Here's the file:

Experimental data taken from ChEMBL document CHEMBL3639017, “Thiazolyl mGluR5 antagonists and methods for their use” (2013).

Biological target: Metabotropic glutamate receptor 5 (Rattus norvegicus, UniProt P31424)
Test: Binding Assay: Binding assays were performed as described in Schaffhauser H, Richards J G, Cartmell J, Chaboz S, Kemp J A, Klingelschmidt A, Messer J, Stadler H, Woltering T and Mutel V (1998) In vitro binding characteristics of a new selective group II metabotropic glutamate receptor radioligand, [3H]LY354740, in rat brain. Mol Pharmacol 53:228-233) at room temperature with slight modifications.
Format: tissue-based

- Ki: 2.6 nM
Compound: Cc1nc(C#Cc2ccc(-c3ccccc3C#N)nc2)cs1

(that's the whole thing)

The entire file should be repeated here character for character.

Experimental data taken from ChEMBL document CHEMBL3639017, “Thiazolyl mGluR5 antagonists and methods for their use” (2013).

Biological target: Metabotropic glutamate receptor 5 (Rattus norvegicus, UniProt P31424)
Test: Binding Assay: Binding assays were performed as described in Schaffhauser H, Richards J G, Cartmell J, Chaboz S, Kemp J A, Klingelschmidt A, Messer J, Stadler H, Woltering T and Mutel V (1998) In vitro binding characteristics of a new selective group II metabotropic glutamate receptor radioligand, [3H]LY354740, in rat brain. Mol Pharmacol 53:228-233) at room temperature with slight modifications.
Format: tissue-based

- Ki: 2.6 nM
Compound: Cc1nc(C#Cc2ccc(-c3ccccc3C#N)nc2)cs1